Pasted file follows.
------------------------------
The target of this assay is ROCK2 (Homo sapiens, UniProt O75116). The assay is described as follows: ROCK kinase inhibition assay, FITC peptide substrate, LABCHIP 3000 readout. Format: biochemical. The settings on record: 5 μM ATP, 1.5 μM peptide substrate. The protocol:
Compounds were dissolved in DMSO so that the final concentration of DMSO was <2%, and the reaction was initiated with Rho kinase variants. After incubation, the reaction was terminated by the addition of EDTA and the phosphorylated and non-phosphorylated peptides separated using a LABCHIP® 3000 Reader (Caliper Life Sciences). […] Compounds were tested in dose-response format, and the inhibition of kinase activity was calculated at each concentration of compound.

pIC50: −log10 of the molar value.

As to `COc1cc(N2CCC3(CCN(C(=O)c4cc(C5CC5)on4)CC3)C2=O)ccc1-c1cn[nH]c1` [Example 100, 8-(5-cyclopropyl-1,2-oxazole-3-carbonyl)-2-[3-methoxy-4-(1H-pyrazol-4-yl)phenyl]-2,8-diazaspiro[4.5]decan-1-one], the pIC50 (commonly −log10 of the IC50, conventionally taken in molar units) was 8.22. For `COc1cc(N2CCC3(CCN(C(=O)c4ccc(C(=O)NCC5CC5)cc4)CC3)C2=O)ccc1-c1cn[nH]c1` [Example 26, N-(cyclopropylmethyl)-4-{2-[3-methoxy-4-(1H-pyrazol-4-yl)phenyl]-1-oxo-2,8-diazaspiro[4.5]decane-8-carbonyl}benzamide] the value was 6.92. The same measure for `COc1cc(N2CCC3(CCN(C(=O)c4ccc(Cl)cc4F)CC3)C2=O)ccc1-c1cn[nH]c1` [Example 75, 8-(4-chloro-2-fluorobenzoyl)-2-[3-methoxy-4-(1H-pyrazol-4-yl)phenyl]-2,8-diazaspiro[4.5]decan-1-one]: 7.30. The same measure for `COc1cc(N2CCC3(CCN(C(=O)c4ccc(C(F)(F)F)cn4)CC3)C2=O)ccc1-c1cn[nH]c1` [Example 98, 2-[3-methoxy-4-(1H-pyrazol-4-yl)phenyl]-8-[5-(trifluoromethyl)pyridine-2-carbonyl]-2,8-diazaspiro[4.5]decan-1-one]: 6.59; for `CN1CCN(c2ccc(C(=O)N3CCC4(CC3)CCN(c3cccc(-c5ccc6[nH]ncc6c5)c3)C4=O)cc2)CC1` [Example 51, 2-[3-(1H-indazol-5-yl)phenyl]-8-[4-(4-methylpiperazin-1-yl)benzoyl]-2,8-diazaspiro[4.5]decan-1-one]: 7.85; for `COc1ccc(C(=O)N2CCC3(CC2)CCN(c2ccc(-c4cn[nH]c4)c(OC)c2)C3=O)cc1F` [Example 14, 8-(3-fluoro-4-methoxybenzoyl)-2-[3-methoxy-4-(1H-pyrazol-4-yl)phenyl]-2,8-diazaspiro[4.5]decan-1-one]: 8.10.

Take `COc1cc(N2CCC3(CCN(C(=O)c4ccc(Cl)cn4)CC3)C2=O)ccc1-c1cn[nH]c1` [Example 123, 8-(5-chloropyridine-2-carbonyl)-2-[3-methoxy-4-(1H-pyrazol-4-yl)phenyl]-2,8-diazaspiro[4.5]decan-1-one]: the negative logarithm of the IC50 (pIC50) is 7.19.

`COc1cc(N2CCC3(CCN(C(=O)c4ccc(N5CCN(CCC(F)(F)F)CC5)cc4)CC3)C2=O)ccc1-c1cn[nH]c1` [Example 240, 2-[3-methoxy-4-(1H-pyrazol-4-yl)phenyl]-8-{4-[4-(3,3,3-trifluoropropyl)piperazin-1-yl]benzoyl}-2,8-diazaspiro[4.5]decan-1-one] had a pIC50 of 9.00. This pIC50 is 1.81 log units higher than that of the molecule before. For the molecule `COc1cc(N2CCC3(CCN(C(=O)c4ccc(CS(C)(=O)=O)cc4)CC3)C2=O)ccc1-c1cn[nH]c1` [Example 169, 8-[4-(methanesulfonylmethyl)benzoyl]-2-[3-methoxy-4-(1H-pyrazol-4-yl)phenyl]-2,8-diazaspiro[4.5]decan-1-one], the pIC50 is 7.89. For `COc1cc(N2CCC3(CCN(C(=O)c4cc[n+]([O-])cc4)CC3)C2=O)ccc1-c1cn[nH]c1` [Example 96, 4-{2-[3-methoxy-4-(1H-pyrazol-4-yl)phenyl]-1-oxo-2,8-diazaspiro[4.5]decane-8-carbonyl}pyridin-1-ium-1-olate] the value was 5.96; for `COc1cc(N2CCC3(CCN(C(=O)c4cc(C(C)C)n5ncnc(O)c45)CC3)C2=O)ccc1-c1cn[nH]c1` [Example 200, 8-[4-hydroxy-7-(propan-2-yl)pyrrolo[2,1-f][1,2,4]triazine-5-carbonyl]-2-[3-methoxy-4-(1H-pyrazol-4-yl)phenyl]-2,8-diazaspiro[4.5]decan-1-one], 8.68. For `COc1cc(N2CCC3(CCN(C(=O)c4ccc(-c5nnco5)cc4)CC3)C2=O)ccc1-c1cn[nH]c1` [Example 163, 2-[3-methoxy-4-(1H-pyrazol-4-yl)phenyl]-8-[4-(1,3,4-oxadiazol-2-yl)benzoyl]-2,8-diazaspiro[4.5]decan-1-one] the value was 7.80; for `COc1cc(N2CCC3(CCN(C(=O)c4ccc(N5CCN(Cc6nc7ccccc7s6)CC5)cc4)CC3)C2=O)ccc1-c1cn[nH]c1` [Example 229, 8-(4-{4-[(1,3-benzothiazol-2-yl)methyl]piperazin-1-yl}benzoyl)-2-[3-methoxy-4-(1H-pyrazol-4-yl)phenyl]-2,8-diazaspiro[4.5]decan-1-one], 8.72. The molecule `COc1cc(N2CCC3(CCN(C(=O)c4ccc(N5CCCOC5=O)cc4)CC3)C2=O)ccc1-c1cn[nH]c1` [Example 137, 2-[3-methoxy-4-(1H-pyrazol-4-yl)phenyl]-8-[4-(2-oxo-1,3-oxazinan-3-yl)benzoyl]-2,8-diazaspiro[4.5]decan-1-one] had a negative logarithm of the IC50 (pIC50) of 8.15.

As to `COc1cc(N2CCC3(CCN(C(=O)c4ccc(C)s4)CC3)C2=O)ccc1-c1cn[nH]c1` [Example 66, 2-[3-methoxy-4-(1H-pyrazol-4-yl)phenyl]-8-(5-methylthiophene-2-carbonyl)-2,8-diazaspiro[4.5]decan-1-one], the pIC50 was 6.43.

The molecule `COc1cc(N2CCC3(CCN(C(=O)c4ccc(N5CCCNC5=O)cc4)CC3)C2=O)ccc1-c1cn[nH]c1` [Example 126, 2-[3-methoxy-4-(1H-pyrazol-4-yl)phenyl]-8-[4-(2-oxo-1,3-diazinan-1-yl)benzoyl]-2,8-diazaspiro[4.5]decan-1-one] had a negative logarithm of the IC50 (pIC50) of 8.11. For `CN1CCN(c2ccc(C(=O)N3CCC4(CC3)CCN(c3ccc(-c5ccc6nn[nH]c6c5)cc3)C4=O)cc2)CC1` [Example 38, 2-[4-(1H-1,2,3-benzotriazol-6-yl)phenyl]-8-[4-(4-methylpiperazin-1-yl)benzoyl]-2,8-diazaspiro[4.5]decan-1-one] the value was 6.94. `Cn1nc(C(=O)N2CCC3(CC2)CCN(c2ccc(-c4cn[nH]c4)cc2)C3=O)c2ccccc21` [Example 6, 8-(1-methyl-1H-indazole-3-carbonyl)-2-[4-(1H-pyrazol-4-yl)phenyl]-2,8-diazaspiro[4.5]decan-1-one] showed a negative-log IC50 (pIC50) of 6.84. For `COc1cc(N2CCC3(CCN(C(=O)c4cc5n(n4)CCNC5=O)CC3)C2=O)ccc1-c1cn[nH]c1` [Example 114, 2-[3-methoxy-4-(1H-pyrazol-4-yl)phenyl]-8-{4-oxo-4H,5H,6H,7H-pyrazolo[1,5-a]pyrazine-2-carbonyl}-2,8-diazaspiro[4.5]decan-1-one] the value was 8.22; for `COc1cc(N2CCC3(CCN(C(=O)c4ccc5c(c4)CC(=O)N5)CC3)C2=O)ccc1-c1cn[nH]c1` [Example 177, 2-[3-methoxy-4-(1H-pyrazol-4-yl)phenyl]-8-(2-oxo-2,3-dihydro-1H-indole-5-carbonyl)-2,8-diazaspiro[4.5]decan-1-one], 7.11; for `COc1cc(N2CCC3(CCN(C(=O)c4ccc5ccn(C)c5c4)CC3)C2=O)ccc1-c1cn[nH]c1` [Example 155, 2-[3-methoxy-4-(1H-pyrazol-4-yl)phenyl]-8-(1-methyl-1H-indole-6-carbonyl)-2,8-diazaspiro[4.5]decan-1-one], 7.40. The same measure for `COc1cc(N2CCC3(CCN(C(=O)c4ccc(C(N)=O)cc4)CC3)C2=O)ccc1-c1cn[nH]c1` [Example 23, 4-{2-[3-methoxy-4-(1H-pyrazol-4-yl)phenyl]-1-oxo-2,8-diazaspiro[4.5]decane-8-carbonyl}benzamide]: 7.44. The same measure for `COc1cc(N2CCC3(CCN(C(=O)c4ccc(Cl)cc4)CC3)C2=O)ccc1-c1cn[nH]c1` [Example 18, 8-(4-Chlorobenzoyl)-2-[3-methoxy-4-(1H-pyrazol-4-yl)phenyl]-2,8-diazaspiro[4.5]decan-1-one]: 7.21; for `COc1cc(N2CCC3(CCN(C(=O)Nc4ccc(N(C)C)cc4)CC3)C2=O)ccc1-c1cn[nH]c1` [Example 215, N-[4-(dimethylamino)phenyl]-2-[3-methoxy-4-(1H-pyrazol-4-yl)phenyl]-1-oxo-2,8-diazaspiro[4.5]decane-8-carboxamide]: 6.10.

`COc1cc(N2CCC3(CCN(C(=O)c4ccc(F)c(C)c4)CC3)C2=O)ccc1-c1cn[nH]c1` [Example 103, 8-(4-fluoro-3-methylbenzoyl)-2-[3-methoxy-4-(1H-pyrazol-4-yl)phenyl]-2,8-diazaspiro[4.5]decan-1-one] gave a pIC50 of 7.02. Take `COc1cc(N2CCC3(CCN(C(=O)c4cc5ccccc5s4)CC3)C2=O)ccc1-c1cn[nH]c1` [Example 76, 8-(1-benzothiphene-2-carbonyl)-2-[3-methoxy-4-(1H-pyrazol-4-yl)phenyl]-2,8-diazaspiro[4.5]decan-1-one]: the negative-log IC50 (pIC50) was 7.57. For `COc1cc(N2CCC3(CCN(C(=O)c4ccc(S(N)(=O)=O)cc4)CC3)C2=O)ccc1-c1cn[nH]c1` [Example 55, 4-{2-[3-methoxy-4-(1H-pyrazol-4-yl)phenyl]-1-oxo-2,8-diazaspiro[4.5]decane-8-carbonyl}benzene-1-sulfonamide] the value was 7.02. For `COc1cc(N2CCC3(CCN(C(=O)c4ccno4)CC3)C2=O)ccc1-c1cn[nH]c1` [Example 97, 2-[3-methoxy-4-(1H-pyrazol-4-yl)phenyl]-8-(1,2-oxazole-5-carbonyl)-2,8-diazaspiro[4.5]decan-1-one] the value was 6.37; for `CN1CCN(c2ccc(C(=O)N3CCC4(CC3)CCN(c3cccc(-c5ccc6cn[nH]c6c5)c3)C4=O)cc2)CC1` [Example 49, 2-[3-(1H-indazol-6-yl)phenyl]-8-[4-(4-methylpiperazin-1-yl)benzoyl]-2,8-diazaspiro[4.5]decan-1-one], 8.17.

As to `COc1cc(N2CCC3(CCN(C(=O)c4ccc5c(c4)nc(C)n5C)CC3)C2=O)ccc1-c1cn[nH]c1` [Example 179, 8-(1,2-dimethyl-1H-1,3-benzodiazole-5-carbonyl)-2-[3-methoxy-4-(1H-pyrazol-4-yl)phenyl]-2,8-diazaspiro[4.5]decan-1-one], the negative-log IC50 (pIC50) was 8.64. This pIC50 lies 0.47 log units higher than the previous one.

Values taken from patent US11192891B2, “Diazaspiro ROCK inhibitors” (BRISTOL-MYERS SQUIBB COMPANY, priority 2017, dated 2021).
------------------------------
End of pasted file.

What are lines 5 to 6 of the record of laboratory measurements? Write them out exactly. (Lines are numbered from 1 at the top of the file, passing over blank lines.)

Take `COc1cc(N2CCC3(CCN(C(=O)c4ccc(Cl)cn4)CC3)C2=O)ccc1-c1cn[nH]c1` [Example 123, 8-(5-chloropyridine-2-carbonyl)-2-[3-methoxy-4-(1H-pyrazol-4-yl)phenyl]-2,8-diazaspiro[4.5]decan-1-one]: the negative logarithm of the IC50 (pIC50) is 7.19.

`COc1cc(N2CCC3(CCN(C(=O)c4ccc(N5CCN(CCC(F)(F)F)CC5)cc4)CC3)C2=O)ccc1-c1cn[nH]c1` [Example 240, 2-[3-methoxy-4-(1H-pyrazol-4-yl)phenyl]-8-{4-[4-(3,3,3-trifluoropropyl)piperazin-1-yl]benzoyl}-2,8-diazaspiro[4.5]decan-1-one] had a pIC50 of 9.00. This pIC50 is 1.81 log units higher than that of the molecule before. For the molecule `COc1cc(N2CCC3(CCN(C(=O)c4ccc(CS(C)(=O)=O)cc4)CC3)C2=O)ccc1-c1cn[nH]c1` [Example 169, 8-[4-(methanesulfonylmethyl)benzoyl]-2-[3-methoxy-4-(1H-pyrazol-4-yl)phenyl]-2,8-diazaspiro[4.5]decan-1-one], the pIC50 is 7.89. For `COc1cc(N2CCC3(CCN(C(=O)c4cc[n+]([O-])cc4)CC3)C2=O)ccc1-c1cn[nH]c1` [Example 96, 4-{2-[3-methoxy-4-(1H-pyrazol-4-yl)phenyl]-1-oxo-2,8-diazaspiro[4.5]decane-8-carbonyl}pyridin-1-ium-1-olate] the value was 5.96; for `COc1cc(N2CCC3(CCN(C(=O)c4cc(C(C)C)n5ncnc(O)c45)CC3)C2=O)ccc1-c1cn[nH]c1` [Example 200, 8-[4-hydroxy-7-(propan-2-yl)pyrrolo[2,1-f][1,2,4]triazine-5-carbonyl]-2-[3-methoxy-4-(1H-pyrazol-4-yl)phenyl]-2,8-diazaspiro[4.5]decan-1-one], 8.68. For `COc1cc(N2CCC3(CCN(C(=O)c4ccc(-c5nnco5)cc4)CC3)C2=O)ccc1-c1cn[nH]c1` [Example 163, 2-[3-methoxy-4-(1H-pyrazol-4-yl)phenyl]-8-[4-(1,3,4-oxadiazol-2-yl)benzoyl]-2,8-diazaspiro[4.5]decan-1-one] the value was 7.80; for `COc1cc(N2CCC3(CCN(C(=O)c4ccc(N5CCN(Cc6nc7ccccc7s6)CC5)cc4)CC3)C2=O)ccc1-c1cn[nH]c1` [Example 229, 8-(4-{4-[(1,3-benzothiazol-2-yl)methyl]piperazin-1-yl}benzoyl)-2-[3-methoxy-4-(1H-pyrazol-4-yl)phenyl]-2,8-diazaspiro[4.5]decan-1-one], 8.72. The molecule `COc1cc(N2CCC3(CCN(C(=O)c4ccc(N5CCCOC5=O)cc4)CC3)C2=O)ccc1-c1cn[nH]c1` [Example 137, 2-[3-methoxy-4-(1H-pyrazol-4-yl)phenyl]-8-[4-(2-oxo-1,3-oxazinan-3-yl)benzoyl]-2,8-diazaspiro[4.5]decan-1-one] had a negative logarithm of the IC50 (pIC50) of 8.15.